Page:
Glowing monkeys scamper toward a neon waterfall, and a knight bearing a radiant yellow lance rides past a bright orange octopus emerging from the ocean. What appears to be a time-traveling session gone awry is really the evolving environment within Putting Edge’s indoor black-lit mini-golf course, which whisks players to deep seas, Aztec jungles, and medieval times. Since opening its original location in Canada, Putting Edge has now expanded to 17 North American locations, all of which invite guests onto its challenging 18-hole courses to seek victory over opponents and the forces that keep their teeth from not glowing as brightly as they could. Elsewhere, the facility houses private party rooms, concessions, and an arcade filled with gamer favorites such as air hockey.
Glowing wall sconces glint off burnished-wood furnishings at Skores Sports Bar and Grill, where textured yellow walls hoist up 19 plasma TVs. Cheering sections perched atop bar stools can hurl hoots and hollers at the NFL and UFC athletes who grace these screens as bartenders pour craft suds from the likes of Goose Island, and as chefs conjure upscale bar fare from secret recipes and homemade ingredients. With grumbling stomachs silenced, diners can swivel hips to the toe-tapping tuneage of a DJ, live band, or internet jukebox, or hone their hustling skills on any number of dart boards or touchscreen games. Those glued to the TV or their child's science project can take advantage of Skores’ delivery services, which ferry food to patrons as late as 2 a.m.
For Delores Balogun, the founder of iGlow Mentoring, it was the inspiration from mentors in her own girlhood that carved her path toward motivating girls and young women to empower themselves. Now, the humanitarian establishes regular mentoring events and programs that encourage female youngsters to believe in themselves and learn from each other, hopefully—as the iGlow acronym illustrates—Inspiring Girls to Lead Our World.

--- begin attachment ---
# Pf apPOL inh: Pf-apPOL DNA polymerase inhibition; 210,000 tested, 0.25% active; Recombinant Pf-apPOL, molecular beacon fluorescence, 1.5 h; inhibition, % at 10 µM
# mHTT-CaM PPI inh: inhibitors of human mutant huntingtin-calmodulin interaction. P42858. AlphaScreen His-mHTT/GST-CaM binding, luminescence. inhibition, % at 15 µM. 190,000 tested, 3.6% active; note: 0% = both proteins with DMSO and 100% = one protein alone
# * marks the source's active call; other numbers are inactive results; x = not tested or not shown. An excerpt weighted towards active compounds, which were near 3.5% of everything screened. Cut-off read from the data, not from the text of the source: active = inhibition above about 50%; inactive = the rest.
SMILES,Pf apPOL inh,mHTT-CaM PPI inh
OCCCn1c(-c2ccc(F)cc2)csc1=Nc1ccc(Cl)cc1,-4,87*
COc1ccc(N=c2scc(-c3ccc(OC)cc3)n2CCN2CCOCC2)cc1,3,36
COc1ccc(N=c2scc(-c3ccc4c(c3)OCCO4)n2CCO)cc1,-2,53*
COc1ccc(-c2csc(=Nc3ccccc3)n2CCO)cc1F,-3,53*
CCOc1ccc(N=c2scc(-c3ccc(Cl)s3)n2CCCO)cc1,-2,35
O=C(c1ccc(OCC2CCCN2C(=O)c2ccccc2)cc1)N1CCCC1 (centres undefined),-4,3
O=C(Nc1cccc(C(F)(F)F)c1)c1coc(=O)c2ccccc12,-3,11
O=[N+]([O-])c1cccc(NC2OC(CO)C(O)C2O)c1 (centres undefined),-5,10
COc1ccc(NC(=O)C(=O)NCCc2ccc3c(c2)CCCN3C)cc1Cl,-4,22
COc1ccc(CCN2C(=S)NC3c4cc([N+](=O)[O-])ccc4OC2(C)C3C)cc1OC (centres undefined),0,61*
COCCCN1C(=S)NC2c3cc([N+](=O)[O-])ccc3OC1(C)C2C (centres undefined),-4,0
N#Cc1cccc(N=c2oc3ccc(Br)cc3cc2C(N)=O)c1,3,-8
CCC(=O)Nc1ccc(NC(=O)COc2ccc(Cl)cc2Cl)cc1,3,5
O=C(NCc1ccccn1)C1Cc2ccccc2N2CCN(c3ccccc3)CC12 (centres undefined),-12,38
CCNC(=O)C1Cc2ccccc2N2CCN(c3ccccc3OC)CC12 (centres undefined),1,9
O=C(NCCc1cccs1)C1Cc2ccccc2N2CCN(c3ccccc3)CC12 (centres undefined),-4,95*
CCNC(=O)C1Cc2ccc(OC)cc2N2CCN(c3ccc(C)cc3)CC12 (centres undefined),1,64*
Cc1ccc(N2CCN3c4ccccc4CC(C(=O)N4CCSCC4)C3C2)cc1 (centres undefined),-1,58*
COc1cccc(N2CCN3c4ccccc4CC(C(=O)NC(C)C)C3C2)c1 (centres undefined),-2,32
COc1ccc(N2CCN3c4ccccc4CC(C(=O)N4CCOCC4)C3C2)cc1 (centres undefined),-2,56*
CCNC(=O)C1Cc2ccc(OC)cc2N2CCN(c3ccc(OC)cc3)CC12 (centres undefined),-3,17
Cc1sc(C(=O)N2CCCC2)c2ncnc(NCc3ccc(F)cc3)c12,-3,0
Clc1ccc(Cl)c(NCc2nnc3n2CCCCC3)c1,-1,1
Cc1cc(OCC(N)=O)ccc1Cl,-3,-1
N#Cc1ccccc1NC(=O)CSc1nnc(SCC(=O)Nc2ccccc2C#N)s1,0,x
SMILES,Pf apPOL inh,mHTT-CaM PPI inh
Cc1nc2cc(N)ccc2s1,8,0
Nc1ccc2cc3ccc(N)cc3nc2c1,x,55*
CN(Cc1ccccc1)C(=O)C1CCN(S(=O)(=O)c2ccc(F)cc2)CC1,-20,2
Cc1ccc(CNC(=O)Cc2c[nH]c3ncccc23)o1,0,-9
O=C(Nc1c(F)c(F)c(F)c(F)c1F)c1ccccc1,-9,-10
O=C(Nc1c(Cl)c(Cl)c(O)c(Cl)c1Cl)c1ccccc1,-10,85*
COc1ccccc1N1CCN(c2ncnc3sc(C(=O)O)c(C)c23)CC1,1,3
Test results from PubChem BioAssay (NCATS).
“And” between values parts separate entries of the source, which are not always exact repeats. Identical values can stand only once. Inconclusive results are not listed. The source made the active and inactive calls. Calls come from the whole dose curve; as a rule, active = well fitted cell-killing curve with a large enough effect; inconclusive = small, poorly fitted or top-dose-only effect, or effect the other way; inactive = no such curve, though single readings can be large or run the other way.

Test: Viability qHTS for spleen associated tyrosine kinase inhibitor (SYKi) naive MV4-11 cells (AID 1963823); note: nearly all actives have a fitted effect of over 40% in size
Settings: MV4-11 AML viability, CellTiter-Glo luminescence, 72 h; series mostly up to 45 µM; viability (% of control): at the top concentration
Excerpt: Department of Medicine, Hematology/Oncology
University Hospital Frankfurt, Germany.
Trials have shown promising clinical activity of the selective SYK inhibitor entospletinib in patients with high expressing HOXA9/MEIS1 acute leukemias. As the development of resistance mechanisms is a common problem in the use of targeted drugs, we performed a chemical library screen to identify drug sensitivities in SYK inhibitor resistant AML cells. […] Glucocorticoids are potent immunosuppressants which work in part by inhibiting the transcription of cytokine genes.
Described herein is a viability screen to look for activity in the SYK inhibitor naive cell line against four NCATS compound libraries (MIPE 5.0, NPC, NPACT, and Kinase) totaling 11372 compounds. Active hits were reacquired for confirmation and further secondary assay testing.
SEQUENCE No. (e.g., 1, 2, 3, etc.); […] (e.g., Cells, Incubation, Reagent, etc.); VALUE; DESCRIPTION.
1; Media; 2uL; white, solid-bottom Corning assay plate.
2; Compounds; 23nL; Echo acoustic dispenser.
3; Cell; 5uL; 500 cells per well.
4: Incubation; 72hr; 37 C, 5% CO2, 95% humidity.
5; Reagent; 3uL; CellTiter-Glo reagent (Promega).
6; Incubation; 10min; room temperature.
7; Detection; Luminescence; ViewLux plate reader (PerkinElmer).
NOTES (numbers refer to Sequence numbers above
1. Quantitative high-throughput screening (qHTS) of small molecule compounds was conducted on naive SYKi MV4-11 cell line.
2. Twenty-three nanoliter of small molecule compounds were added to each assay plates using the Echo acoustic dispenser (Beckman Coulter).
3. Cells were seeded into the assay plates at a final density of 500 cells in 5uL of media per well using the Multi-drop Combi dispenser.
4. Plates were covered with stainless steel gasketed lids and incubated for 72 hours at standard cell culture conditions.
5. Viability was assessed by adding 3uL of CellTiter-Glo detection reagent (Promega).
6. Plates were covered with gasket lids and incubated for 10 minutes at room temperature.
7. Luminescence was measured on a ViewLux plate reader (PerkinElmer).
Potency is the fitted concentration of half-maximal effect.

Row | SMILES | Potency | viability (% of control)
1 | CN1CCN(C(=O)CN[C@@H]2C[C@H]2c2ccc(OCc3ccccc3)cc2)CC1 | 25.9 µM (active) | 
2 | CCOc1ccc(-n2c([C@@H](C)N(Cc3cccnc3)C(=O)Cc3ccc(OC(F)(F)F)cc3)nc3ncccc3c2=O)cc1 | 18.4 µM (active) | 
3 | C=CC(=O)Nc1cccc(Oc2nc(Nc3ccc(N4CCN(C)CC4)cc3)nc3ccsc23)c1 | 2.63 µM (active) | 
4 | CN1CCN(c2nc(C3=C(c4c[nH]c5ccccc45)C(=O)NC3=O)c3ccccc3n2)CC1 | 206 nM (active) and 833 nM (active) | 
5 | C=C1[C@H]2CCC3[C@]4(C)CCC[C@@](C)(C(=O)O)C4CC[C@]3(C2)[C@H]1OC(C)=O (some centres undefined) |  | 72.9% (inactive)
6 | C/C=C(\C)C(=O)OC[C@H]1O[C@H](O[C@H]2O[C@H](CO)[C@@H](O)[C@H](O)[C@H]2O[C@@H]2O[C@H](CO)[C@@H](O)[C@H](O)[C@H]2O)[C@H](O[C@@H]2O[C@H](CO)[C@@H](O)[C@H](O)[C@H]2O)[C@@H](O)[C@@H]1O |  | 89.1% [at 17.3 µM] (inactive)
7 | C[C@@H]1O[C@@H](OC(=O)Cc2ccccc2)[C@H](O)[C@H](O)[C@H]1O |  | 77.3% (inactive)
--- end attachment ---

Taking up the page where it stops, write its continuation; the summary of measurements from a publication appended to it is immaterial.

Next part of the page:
Like a Picasso portrait of a bowling alley, Kings presents many facets stitched together seamlessly. Within the vibrant 27,000-square-foot interior, ‘70s supernova-style chandeliers and overstuffed lounge seating hark back to the retro roots of Americana while more than 50 big-screen HDTVs and projectors inject a spike of modern, technology-driven society. Above 20 bowling lanes, whose oil glistens under colored lights, sports stream so that not a play is missed. Three billiards tables, on the other hand, rest in a lounge area that is relatively private, cut off from the rest of the world and the crash of pins by muted red walls. Kings has hosted thousands of parties at locations across the country since its opening, and has private party rooms, where six bowling lanes lit with black lights complement the dotted light spread by a spinning disco ball.
Though kids are welcome to bowl and eat, the decor begins a message that ends with the 21+ policy in the evenings: this is not the average bowling alley. On granite topped tables amid the dining area's curtain-draped walls, patrons can dine on a menu of pizza, burgers, and ribs. Outside, chrome-topped tables dapple the patio, beckoning young lovers or negotiating world leaders to enjoy a specialty cocktail—such as the Big Balls for Two—or share an ice-cream float.
Chicago may be a city of industry, of big shoulders, and of windy gusts, but it's also a city of food. Just ask the residents who frame their pasts with memories of dining at iconic restaurants or plot out their futures with reservations at new hotspots. Or better yet, ask the board and committee of Chicago Culinary Museum and Chefs Hall of Fame, a group wholly dedicated to celebrating the city's rich culinary life.
Ever since 2005, the group has been recognizing those who've taken Chicago's dining scene to new levels. They do so through an annual Chef's Hall of Fame bash, during which guests can sip drinks and mingle with some of the food industry's brightest stars. Past Hall of Fame inductees include legendary chefs Charlie Trotter, Rick Bayless, and Priscila Satkoff. The 2014 event brings in luminaries such as Stephanie Izard, the James Beard award-winning chef behind Girl & the Goat and Little Goat. The organization operates beyond the annual bash too, by preserving rare kitchen artifacts, cookbooks, and fossilized silverware in a culinary museum.